Forum for Science, Industry and Business

Sponsored by:     3M 
Search our Site:

 

Mother-of-pearl's genesis identified in mineral's transformation

21.10.2015

How nature makes its biominerals -- things like teeth, bone and seashells -- is a playbook scientists have long been trying to read.

Among the most intriguing biominerals is nacre, or mother-of-pearl -- the silky, iridescent, tougher-than-rock composite that lines the shells of some mollusks and coats actual pearls. The material has been worked by humans for millennia to make everything from buttons and tooth implants to architectural tile and inlay for furniture and musical instruments.


The red abalone makes the lustrous but hard-as-nails nacre lining of its shell by changing the atomic structure of amorphous calcium carbonate to produce crystalline aragonite, the mineral that is the basis of nacre. Also known as mother-of-pearl, nacre has been worked by humans for millennia to make jewelry and fancy inlay for furniture and musical instruments.

Credit: Pupa Gilbert

But how nacre is first deposited by the animals that make it has eluded discovery despite decades of scientific inquiry. Now, a team of Wisconsin scientists reports the first direct experimental observations of nacre formation at its earliest stages in a mollusk.

Writing in the Journal of the American Chemical Society, a team led by University of Wisconsin-Madison physics Professor Pupa Gilbert and using the U.S. Department of Energy's Advanced Light Source at the Lawrence Berkeley National Laboratory describes the precursor phases of nacre formation at both the atomic and nanometer scale in red abalone, a marine mollusk with a domed shell lined with mother-of-pearl.

"People have been trying to understand if nacre had an amorphous calcium carbonate precursor for a long time," explains Gilbert, an expert on biomineral formation, referencing the non-crystalline calcium carbonate observed to set the stage for nacre formation. "There is just a tiny amount of amorphous material. It is very hard to catch it before it transforms."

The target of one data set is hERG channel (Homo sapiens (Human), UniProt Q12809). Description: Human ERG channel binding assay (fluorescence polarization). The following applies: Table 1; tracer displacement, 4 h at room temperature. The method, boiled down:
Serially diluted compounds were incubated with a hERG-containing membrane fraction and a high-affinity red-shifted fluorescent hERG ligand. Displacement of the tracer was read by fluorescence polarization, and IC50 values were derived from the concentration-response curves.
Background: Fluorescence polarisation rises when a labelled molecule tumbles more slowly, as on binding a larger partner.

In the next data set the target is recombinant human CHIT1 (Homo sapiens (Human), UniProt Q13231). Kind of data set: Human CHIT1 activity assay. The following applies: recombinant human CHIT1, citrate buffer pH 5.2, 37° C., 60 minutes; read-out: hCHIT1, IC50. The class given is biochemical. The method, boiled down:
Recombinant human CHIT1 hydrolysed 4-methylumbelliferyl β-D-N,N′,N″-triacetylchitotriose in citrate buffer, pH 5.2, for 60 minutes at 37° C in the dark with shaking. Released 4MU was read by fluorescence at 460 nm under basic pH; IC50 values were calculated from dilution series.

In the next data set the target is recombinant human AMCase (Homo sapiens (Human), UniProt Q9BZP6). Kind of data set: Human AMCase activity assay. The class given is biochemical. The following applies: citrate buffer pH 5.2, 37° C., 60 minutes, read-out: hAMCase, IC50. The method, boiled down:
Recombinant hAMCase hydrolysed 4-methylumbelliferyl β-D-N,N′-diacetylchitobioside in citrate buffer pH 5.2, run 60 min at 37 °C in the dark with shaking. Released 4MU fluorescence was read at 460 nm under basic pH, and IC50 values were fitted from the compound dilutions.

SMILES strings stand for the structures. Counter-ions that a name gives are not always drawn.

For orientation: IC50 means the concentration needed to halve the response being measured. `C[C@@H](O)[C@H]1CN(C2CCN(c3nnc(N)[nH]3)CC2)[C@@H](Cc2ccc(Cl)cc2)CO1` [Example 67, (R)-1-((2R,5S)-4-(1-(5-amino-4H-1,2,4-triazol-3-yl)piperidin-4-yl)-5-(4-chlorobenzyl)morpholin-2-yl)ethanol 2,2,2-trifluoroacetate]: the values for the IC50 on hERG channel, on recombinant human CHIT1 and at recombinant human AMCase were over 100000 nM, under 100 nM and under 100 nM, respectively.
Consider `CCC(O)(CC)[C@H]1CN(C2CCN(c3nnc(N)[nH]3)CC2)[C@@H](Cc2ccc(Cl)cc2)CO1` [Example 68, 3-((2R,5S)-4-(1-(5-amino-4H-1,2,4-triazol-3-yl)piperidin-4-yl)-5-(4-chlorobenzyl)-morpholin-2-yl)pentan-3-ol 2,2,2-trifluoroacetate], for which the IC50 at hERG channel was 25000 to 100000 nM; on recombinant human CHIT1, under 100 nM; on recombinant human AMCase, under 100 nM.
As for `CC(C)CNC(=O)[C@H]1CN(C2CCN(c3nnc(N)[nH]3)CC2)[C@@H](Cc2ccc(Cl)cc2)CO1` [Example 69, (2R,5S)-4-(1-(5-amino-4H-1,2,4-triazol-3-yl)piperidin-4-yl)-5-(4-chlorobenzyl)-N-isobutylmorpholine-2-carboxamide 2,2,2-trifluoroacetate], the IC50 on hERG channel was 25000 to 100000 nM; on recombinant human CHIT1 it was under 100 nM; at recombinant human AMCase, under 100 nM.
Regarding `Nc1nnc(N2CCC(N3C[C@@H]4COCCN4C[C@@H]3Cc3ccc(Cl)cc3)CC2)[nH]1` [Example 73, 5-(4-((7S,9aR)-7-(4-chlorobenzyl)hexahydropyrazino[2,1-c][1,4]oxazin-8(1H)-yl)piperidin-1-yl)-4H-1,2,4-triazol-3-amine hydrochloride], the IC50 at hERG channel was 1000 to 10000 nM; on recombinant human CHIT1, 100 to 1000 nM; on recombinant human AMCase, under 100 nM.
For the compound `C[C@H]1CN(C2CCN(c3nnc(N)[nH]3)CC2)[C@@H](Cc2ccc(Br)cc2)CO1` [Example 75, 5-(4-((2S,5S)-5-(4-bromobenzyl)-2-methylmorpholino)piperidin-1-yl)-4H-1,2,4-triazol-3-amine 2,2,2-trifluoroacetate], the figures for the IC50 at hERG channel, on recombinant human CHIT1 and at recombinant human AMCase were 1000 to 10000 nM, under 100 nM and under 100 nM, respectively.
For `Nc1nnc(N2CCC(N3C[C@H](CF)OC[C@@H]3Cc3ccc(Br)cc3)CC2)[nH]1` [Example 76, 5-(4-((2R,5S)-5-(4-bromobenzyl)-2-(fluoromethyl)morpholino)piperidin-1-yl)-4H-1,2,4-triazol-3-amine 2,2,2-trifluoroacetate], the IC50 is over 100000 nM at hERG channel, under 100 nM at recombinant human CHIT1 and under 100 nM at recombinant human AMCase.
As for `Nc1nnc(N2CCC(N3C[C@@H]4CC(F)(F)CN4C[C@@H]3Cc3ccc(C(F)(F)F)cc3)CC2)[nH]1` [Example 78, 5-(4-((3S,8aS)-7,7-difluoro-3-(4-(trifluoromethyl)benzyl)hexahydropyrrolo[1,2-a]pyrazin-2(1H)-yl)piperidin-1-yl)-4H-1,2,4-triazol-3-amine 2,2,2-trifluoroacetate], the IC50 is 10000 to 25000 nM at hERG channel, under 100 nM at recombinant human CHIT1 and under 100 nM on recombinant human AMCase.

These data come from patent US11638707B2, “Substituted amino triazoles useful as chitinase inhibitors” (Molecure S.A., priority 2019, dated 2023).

Gilbert and her colleagues, using the synchrotron radiation generated by the Advanced Light Source, employed spectro-microscopy to directly observe the chemical transformation of amorphous calcium carbonate to the mineral aragonite, which manifests itself as nacre by layering microscopic polygonal aragonite tablets like brickwork to underpin the lustrous and durable biomaterial.

"We could only capture it in a handful of pixels, about 20 nanometers in size, at the surface of forming nacre tablets," says Gilbert of the way the mollusk deposits hydrated amorphous calcium carbonate, which rapidly dehydrates and then crystalizes into aragonite.

"Amazing chemistry happens at the surface of forming nacre," says Gilbert, noting that the transformation of amorphous calcium carbonate into crystalline aragonite involves calcium atoms, initially bonded to six oxygen atoms, and ultimately to nine in the crystalline biomineral.

"It is how the atoms are arranged that matters. The actual chemical composition of calcium carbonate does not change. Only the structure does upon crystallization."

That was the big surprise, observes Gilbert: "The change in atomic symmetry around calcium atoms, from six to nine oxygen atoms, surprised us. Everyone expected to find amorphous precursor minerals that already had the symmetry of the final crystal at the atomic scale, lacking only the long-range order of the crystals. We stand corrected."

Gilbert says the new, detailed understanding of how nature makes mother-of-pearl may one day lend itself to industrial application. Highly durable bone implants are one example, and the material is also environmentally friendly.

###

Support for the study by Gilbert and her colleagues was provided by the DOE and the National Science Foundation.

Terry Devitt, (608) 262-8282, trdevitt@wisc.edu

Pupa Gilbert | EurekAlert!